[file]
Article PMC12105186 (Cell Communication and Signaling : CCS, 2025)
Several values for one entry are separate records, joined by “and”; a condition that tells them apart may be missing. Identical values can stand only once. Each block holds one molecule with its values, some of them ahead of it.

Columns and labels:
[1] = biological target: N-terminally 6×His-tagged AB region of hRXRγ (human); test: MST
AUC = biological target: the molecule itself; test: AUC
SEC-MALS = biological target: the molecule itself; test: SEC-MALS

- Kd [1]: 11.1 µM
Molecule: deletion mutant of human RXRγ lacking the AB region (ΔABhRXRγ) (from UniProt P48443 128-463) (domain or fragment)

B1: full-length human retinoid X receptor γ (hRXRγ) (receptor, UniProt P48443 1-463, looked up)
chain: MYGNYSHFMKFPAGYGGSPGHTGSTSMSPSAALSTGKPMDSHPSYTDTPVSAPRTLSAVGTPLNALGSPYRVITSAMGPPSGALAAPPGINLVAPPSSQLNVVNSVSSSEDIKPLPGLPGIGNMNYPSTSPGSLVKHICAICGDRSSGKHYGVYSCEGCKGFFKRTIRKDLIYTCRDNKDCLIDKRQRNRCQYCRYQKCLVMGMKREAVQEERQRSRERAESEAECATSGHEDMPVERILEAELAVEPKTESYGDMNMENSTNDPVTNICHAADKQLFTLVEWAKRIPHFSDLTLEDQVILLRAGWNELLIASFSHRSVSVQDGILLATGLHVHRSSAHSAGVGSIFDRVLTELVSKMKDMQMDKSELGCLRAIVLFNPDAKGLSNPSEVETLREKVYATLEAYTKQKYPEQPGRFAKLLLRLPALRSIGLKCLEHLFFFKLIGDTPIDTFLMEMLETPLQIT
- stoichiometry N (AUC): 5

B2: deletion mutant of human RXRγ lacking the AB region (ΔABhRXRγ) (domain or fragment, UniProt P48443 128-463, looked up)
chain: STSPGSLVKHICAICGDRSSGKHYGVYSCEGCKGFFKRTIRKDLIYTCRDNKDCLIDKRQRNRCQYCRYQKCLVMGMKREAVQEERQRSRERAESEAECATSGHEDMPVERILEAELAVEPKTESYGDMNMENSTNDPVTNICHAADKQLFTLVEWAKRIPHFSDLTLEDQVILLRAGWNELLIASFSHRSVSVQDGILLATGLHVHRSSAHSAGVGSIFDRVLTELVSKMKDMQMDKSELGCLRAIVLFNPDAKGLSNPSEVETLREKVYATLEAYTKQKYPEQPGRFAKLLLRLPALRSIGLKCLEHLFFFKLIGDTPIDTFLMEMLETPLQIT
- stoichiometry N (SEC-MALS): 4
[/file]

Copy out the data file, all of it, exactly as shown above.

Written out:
Article PMC12105186 (Cell Communication and Signaling : CCS, 2025)
Several values for one entry are separate records, joined by “and”; a condition that tells them apart may be missing. Identical values can stand only once. Each block holds one molecule with its values, some of them ahead of it.

Columns and labels:
[1] = biological target: N-terminally 6×His-tagged AB region of hRXRγ (human); test: MST
AUC = biological target: the molecule itself; test: AUC
SEC-MALS = biological target: the molecule itself; test: SEC-MALS

- Kd [1]: 11.1 µM
Molecule: deletion mutant of human RXRγ lacking the AB region (ΔABhRXRγ) (from UniProt P48443 128-463) (domain or fragment)

B1: full-length human retinoid X receptor γ (hRXRγ) (receptor, UniProt P48443 1-463, looked up)
chain: MYGNYSHFMKFPAGYGGSPGHTGSTSMSPSAALSTGKPMDSHPSYTDTPVSAPRTLSAVGTPLNALGSPYRVITSAMGPPSGALAAPPGINLVAPPSSQLNVVNSVSSSEDIKPLPGLPGIGNMNYPSTSPGSLVKHICAICGDRSSGKHYGVYSCEGCKGFFKRTIRKDLIYTCRDNKDCLIDKRQRNRCQYCRYQKCLVMGMKREAVQEERQRSRERAESEAECATSGHEDMPVERILEAELAVEPKTESYGDMNMENSTNDPVTNICHAADKQLFTLVEWAKRIPHFSDLTLEDQVILLRAGWNELLIASFSHRSVSVQDGILLATGLHVHRSSAHSAGVGSIFDRVLTELVSKMKDMQMDKSELGCLRAIVLFNPDAKGLSNPSEVETLREKVYATLEAYTKQKYPEQPGRFAKLLLRLPALRSIGLKCLEHLFFFKLIGDTPIDTFLMEMLETPLQIT
- stoichiometry N (AUC): 5

B2: deletion mutant of human RXRγ lacking the AB region (ΔABhRXRγ) (domain or fragment, UniProt P48443 128-463, looked up)
chain: STSPGSLVKHICAICGDRSSGKHYGVYSCEGCKGFFKRTIRKDLIYTCRDNKDCLIDKRQRNRCQYCRYQKCLVMGMKREAVQEERQRSRERAESEAECATSGHEDMPVERILEAELAVEPKTESYGDMNMENSTNDPVTNICHAADKQLFTLVEWAKRIPHFSDLTLEDQVILLRAGWNELLIASFSHRSVSVQDGILLATGLHVHRSSAHSAGVGSIFDRVLTELVSKMKDMQMDKSELGCLRAIVLFNPDAKGLSNPSEVETLREKVYATLEAYTKQKYPEQPGRFAKLLLRLPALRSIGLKCLEHLFFFKLIGDTPIDTFLMEMLETPLQIT
- stoichiometry N (SEC-MALS): 4